Photo by Todd McNaught
A simple questionnaire customized by Clinical Research Division doctors can help clinicians better predict patient survival and likely complications following a blood stem-cell transplant.
The tool, called the hematopoietic cell transplantation-specific-comorbidity index (HCT-CI), was validated in a yearlong retrospective analysis of data from 1,055 Hutchinson Center patients. The HCT-CI captured 63 percent of coexisting health issues possibly affecting patient outcome compared to only 12 percent with a long-used earlier test. Study results were published June 30 in the online edition of the journal Blood.
"This index is important because it allows clinicians to determine which patients can receive high-dose conditioning regimens without undue risk, which ones should receive mini-transplants and which ones shouldn't be transplanted at all," said Dr. Rainer Storb, head of the Center's Transplantation Biology Program and a co-author on the paper.
In 2003, Center doctors began using a scale called the Charlson Comorbidity Index (CCI) to evaluate comorbidities — chronic health issues besides the primary disease — but the nearly 20-year-old CCI had shortcomings. While a poor CCI score was highly predictive of death from causes other than cancer relapse, the test was not specifically designed for cancer patients. It included conditions not applicable to a screened blood-cancer trial population, while ignoring other important values like diagnostic lab tests and infections. Hutchinson Center researchers found the CCI captured important comorbidities in only 12 percent of the Center's transplant patients with high-dose conditioning (chemotherapy and/or radiation before transplantation).
"We figured that we could do a better job if we could modify the CCI a little bit," said lead author Dr. Mohamed Sorror, a postdoctoral fellow working with Storb. "We put laboratory and organ-function test values and additional comorbidities into a new model that generates scores that fit our patients and their risks."
Dr. Barry Storer, director of the Clinical Statistics Program, performed the statistical analysis to convert the new comorbidity definitions into scores to help predict survival.
Evaluating comorbidities has become increasingly important since non-myeloablative transplants (mini-transplants) were developed at the Center in 1997. These transplants use a minimal dose of radiation and a transfusion of donor cells to treat cancer. The less-intensive procedure allows treatment for older patients and others who may be medically unfit to withstand the rigors of a conventional stem-cell transplant.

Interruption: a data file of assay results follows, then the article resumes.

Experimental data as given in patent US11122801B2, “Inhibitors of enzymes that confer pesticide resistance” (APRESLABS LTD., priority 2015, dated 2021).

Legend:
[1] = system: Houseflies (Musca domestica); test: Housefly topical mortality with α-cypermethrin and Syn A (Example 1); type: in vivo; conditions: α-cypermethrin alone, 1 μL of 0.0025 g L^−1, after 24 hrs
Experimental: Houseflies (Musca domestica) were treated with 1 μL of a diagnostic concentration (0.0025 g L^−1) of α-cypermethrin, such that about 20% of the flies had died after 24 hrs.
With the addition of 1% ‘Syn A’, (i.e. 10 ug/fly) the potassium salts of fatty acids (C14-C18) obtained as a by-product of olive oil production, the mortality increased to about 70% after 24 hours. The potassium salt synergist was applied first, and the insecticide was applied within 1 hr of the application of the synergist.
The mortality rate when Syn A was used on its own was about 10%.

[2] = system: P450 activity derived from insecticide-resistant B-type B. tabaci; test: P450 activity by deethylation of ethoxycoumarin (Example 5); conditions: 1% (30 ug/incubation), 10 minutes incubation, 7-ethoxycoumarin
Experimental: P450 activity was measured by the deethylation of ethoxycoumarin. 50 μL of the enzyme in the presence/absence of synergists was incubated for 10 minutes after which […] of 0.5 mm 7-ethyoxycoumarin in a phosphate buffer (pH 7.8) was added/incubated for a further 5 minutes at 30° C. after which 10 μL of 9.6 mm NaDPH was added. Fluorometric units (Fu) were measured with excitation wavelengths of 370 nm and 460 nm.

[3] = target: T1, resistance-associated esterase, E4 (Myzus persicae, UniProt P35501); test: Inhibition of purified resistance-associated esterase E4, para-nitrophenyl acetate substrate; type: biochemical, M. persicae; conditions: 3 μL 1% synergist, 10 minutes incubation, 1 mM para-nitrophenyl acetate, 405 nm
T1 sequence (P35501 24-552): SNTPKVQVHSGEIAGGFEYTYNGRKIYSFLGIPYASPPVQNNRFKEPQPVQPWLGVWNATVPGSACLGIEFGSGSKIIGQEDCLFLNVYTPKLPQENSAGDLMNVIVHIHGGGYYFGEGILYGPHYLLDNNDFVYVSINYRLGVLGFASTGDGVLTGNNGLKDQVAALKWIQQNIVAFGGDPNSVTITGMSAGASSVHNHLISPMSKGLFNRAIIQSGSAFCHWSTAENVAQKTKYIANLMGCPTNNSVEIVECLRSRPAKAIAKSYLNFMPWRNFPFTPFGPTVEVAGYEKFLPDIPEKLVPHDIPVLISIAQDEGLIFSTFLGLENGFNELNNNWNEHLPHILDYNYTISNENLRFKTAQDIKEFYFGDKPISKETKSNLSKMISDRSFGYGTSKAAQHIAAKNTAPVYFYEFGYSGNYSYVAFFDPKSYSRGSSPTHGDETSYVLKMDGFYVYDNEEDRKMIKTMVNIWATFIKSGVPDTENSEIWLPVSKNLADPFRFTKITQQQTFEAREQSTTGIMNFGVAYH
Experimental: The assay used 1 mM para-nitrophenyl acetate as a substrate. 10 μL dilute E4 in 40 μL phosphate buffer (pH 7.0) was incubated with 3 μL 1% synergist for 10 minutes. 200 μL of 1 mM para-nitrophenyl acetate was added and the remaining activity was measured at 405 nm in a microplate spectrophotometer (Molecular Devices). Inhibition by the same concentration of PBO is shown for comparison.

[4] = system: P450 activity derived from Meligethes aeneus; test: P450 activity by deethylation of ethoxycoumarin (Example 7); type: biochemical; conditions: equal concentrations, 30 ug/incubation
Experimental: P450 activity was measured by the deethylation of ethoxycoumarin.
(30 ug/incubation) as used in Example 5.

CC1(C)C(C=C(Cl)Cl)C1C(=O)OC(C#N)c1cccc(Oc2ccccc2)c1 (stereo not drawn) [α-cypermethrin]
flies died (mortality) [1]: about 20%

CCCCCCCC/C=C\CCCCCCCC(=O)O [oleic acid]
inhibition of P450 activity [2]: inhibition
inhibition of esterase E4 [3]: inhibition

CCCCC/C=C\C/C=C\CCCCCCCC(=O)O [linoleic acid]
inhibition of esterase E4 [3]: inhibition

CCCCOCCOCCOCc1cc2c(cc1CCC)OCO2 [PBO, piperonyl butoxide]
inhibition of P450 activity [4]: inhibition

By definition, the less-healthy mini-transplant patients have additional medical problems besides cancer. "We needed to find a simple way to evaluate these comorbidities," Sorror said.
Sorror and colleagues calculated the correlation between the HCT-CI scores and an accurate forecast of patient outcome. They found the new test was highly predictive.
Sorror says the index will help with clinical trials since many patients with comorbidities have traditionally been excluded from studies. With a defined score, researchers may be able to include more patients with additional health issues.
The test will also help with patient counseling in the clinic setting. "We'll be able to understand ahead of time what kind of risk a patient has when he has other conditions in addition to cancer and what kind of outcome we can expect," Sorror said. Additionally, the physicians hope to understand if there is a connection between cormorbidities before transplant and post-transplant complications like graft-vs.-host disease or infections. If so, treatment can be altered.
The test is being incorporated into all new clinical-trial protocols at the Seattle Cancer Care Alliance. Center researchers also plan to collaborate with other institutions to further validate the index with different patient populations and treatment regimens.